• "Table 1 Cell line Gender Mutated Gene Mutation 1 Predicted protein change Mutation 2 Predicted protein change Ref. HSC93 ? Wild type na na – MAN-EBV M Wild type na na – RUFA-EBV M Wild type na na – VU012-L M Wild type na na – EUFA689-L F FANCA c.3788 3790del c.3788 3790del [32] p.Phe1263del p.Phe1263del HSC72OT ? FANCA Deletion exon 18–28 Deletion exon 18–28 [33] p.? p.? HSC230 M FANCB a c.1856 1857insT – [34] "
    [Show abstract] [Hide abstract]
    ABSTRACT: The encouraging response rates of BRCA1- and BRCA2-mutated cancers toward PARP inhibitors make it worthwhile to identify other potential determinants of PARP inhibitor responsiveness. Since the Fanconi anemia (FA) pathway coordinates several DNA repair pathways, including homologous recombination in which BRCA1 and BRCA2 play important roles, we investigated whether this pathway harbors other predictors of PARP inhibitor sensitivity. Lymphoblastoid cell lines derived from individuals with FA or clinically related syndromes, such as Warsaw breakage syndrome, were tested for PARP inhibitor sensitivity. Remarkably, we found a strong variability in PARP inhibitor sensitivity among different FANCD1/BRCA2-deficient lymphoblasts, suggesting that PARP inhibitor response depends on the type of FANCD1/BRCA2 mutation. We identified the DNA helicases FANCM and DDX11 as determinants of PARP inhibitor response. These results may extend the utility of PARP inhibition as effective anticancer treatment. Copyright © 2014 Elsevier B.V. All rights reserved.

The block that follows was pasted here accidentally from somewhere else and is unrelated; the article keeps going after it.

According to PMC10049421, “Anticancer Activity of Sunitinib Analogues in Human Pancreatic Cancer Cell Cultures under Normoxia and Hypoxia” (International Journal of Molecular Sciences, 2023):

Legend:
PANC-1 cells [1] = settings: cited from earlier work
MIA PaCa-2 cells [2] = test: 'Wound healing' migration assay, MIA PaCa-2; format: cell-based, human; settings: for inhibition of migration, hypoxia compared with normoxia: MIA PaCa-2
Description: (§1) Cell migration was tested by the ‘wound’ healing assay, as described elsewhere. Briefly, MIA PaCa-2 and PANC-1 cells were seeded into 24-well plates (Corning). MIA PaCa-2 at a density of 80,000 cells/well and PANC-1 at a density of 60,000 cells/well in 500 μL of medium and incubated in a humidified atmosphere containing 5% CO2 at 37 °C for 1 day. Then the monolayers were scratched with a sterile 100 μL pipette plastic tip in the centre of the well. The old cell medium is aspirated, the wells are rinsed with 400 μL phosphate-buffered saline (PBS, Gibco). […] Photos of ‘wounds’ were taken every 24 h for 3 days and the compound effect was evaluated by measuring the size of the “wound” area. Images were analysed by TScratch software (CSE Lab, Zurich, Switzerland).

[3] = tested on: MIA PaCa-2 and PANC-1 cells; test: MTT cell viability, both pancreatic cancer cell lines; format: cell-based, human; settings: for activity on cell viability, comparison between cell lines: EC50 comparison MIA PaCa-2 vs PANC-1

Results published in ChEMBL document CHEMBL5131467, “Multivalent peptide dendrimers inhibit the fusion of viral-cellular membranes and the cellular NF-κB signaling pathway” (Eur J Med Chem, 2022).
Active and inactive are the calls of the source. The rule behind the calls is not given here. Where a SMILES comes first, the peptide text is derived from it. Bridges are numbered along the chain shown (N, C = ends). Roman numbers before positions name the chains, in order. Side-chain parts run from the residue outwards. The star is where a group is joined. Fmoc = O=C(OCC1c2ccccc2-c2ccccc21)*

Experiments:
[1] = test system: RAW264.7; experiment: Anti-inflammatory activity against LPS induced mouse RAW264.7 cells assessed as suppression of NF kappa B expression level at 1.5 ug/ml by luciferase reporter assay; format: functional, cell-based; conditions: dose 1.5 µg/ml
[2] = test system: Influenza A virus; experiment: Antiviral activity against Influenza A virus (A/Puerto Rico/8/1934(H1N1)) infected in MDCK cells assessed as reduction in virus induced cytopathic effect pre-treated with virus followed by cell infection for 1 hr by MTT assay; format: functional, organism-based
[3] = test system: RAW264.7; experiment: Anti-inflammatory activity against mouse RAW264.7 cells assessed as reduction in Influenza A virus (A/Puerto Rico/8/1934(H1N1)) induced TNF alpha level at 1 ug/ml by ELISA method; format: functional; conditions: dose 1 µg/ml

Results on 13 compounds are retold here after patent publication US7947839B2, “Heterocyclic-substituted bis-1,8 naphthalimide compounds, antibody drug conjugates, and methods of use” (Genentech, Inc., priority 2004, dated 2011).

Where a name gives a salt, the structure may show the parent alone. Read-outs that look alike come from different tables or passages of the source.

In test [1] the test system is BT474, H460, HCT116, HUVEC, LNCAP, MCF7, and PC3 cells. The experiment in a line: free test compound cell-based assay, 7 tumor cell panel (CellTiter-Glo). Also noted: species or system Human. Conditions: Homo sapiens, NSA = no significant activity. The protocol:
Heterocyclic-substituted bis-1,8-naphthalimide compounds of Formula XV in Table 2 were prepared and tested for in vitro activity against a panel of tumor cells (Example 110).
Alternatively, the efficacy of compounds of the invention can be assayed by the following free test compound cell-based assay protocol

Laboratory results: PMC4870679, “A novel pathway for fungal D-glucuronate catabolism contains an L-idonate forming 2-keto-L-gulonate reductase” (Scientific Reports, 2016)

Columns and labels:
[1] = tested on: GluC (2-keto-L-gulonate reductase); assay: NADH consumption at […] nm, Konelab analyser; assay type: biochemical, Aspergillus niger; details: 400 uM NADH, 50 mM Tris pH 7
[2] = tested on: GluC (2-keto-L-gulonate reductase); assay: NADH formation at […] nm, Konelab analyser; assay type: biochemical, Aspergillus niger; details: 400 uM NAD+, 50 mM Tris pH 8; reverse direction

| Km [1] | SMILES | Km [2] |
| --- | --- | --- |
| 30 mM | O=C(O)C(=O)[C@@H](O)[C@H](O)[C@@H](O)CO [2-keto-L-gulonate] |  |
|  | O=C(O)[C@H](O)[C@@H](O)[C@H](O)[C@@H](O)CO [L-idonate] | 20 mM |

DNA Repair 12/2014; 26. DOI:10.1016/j.dnarep.2014.12.003 · 3.11 Impact Factor
  • Source
    • "Abnormalities of FA genes are inherited in an autosomal recessive manner, except for FANCB mutations, which are inherited in an X-linked manner. Molecular diagnosis of FA is quite complicated, not only because at least 15 genes are associated with its development, but also the mutation spectra of most FA-associated genes are very diverse and some of these genes frequently contain large deletions or duplications [7-9]. "